Corbyn faces some major challenges. The press will be united against him, but remember Scotland. The press don't have the power they think they do. The Tories will bray about Labour having selected an unelectable leader: but imagine Corbyn debating with Cameron. Is it not possible that an elder statesman, talking normally and reasonably, will throw into sharp relief the empty phrasemaking of the puffed-up posh boy? Cameron has many many weaknesses. He's no Tony Blair. He's lazy, a bit dim, clearly associated with wealth and privilege; he's put himself on a very high perch and is ready to be knocked off.
The most serious problem will be Corbyn's own MPs. The vast majority didn't vote for him. They - reasonably enough - wonder why Corbyn should expect their loyalty when he has so often voted against his own leader. They will brief against him, vote against him, plot against him. So Corbyn really does need to reach out the party, allow some dissent, stress the things he has in common with his MPs. But today's result is the best possible for him. He has the immense authority of a popular mandate over a quarter of a million votes. And he has there an army of inspired, engaged, quite young activists and supporters who, if the party can retain their engagement, will become a formidable army in support of the party's task of dragging the debate to the left.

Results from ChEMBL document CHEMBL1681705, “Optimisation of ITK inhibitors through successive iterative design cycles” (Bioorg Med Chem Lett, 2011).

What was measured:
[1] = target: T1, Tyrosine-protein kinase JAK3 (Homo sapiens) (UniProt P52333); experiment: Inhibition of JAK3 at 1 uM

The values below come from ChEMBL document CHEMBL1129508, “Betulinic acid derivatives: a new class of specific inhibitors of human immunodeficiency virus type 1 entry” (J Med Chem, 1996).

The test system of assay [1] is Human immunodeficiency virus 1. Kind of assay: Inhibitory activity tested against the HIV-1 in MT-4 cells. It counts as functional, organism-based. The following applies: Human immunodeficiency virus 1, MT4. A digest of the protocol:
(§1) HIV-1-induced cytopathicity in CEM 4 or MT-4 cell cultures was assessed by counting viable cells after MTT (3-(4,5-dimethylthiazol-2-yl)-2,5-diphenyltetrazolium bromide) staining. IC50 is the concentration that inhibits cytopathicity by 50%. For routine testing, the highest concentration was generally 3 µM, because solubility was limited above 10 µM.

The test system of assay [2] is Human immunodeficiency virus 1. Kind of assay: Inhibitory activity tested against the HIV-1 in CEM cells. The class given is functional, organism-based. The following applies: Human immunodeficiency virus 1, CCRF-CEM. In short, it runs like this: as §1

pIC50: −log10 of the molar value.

So then we get to Jeremy Corbyn. Let me say at once, there's stuff I don't like about Jeremy Corbyn. I think his support for including Hamas and Hezbollah in Middle East peace talks steps naively over a line into seeming to tacitly endorse violent anti-semitism. He seems at one point to have had some sympathy for the ludicrous unscientific bollocks that is homeopathy. And, for the sake of the environment, Jeremy, let's not open the coal mines. But, with all these misgivings and doubts, I voted for him. Because if you can't vote for the person whose beliefs you share, what's the point of voting? The Tories are pretending to jubilate, but they have reason to fear, because maybe the ground is moving beneath them.
Still wish Stella Creasy had got deputy though.